My weakness is that as a non-native English speaker, aside from language mistakes now and then, I cannot pass for an American writer, either in style or the way my characters act. This is off-putting to some. I’m also a pantser, not an outliner, so sometimes I get stuck – chapters 1, 13 and 22 are done, and I wonder how to connect all of this!

Sherri: I’m southern so there are those who would swear English is not my native language either, it’s the accent. It does make looking up words difficult and using proper language more time consuming, but I believe who we are and where we are from can also be an asset to our writing. It gives a unique voice.

I sympathize with being a pantser, I don’t outline either. I have learned to make note of things I want to go into the story. My first draft is rather lean and I go back and fill in, flesh out and tie everything together during the rewrite.

Well, it seems our time is running out. I have enjoyed visiting with you today. I hope someday we can meet in person.

If you have enjoyed my chat with Lila Mina, please check out her links below. Visit her social media and follow the links to her books. I know I will.

Have a great day. Y’all come back to Creekside Café and set a spell, we’ll talk about books, life and the sexy new waiter. Shh, don’t tell my husband.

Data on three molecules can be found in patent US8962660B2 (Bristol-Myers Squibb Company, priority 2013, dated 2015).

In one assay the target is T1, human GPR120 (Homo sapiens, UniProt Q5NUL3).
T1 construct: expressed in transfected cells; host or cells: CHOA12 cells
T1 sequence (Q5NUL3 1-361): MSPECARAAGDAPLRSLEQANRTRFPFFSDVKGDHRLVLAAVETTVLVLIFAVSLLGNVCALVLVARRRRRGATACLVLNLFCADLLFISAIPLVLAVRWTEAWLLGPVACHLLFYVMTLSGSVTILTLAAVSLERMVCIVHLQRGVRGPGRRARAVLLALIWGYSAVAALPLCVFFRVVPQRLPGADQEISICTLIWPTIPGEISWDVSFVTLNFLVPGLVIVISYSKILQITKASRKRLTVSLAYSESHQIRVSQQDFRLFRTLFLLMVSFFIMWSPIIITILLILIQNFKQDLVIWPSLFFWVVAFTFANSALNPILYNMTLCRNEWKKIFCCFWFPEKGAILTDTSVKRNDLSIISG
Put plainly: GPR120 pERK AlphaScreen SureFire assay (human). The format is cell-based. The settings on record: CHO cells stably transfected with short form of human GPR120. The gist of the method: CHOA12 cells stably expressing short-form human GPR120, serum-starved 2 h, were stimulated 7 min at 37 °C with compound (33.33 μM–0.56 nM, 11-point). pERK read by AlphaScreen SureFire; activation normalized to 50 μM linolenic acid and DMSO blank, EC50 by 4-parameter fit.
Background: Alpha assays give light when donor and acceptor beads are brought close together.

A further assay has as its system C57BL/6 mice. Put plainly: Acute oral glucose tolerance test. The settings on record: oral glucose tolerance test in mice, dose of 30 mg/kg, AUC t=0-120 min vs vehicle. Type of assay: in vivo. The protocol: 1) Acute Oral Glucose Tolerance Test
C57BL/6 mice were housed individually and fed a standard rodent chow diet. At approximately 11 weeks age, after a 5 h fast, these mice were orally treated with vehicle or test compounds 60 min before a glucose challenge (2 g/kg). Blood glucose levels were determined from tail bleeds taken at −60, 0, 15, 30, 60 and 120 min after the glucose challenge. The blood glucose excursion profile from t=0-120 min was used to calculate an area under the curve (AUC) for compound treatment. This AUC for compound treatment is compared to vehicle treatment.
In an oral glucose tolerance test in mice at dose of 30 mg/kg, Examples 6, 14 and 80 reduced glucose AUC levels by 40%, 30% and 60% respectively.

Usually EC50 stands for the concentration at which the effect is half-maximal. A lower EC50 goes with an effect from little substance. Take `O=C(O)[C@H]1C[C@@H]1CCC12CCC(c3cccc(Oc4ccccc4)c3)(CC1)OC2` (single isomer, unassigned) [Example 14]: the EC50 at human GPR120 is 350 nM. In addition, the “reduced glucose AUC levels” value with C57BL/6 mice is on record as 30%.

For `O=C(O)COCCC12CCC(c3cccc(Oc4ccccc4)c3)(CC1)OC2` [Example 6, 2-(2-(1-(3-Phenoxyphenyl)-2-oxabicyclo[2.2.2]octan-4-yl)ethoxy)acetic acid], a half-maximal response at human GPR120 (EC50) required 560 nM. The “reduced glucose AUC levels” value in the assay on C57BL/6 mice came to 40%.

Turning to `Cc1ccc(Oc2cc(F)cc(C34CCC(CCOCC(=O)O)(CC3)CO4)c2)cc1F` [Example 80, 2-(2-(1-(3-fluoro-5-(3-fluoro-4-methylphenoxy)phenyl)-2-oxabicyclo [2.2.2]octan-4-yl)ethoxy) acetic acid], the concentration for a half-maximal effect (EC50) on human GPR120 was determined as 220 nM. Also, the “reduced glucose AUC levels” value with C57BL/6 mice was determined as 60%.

Lila Mina’s bio: 

Readers will find behind the pen name Lila Mina a European woman in her early forties who has been living in Japan for a decade with her husband and son. After nearly twenty years of using her writing skills for drafting legal briefs and business reports, she went back to her first love: fiction. These days, when she is not running behind deadlines or wrapping tea for overseas customers, you can find her practicing aikido, writing or editing her manuscripts while sipping delicious green tea.

Inspired by the rich and complex Japanese culture and folklore, her stories feature strong and mature female protagonists facing their inner demons or ruthless enemies, and who are never shy to embrace their desires.

 The Temper trilogy is her first major published work of fiction. Made of Deference, Dread and Deliverance, Temper is a dark and interracial LGBTQ paranormal romance featuring a seasoned trio of heroes: two bisexual ladies (37 and 42) and their pan partner (57).

My links:


Readers’ group:

Eden Books:



Books Main + Bites: